THE THIEF TAKER by T. F. Banks
MEMOIRS OF A BOW STREET RUNNER
Delacorte Press, October 2001
It's 1815 and the modern police are being born. With Napoleon on the loose in Belgium and the Regency in full force in England, the Bow Street Runners are among the first professional police departments in the world. Yet many hate them and their bounties paid on conviction do provide significant inducements toward corruption.
Bow Street Runner Henry Morton strides the line between society and the rabble of London. When his lady-friend calls on him to investigate a suspicious death, he suspects murder--even though the attending doctor assures him that the young man's death was the result of drunkenness. Morton suspects poisoning.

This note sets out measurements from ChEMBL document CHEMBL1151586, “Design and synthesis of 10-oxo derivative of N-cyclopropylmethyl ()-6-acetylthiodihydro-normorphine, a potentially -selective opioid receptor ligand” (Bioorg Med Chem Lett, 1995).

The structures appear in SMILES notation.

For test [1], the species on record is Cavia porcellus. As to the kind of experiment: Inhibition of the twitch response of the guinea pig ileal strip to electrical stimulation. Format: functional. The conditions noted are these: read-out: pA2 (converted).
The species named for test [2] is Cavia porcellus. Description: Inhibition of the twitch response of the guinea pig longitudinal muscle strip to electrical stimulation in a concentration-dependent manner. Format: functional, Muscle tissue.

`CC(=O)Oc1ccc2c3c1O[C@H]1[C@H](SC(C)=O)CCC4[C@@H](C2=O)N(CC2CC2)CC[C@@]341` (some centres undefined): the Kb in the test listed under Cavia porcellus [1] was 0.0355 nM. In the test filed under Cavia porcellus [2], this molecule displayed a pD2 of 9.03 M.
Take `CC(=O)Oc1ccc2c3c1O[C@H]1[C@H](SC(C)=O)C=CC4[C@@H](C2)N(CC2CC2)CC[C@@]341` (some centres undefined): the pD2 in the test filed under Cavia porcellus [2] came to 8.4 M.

His investigations lead him into London's high society and into the deepest cesspools of sin. The victim was last seen in a tavern that serves men who enjoy young girls. When the barkeep insists that Bay Street is aware of their establishment, Morton suspects a police connection--one that threatens to ruin his own carefully constructed life.
Regency England is the familiar subject of many romance novels and comedies of manner. T. F. Banks shows both sides of this remarkable era where extremes of poverty and wealth live side by side. Morton is an interesting character--unconcerned enough about society's rules to love an actress who shares her affections fairly broadly, yet with a deep belief in the fundamentals of justice. Although a few of the twists in this enjoyable plot are a little far-fetched, Banks's writing helps you overlook these in your haste to find out what happens next.
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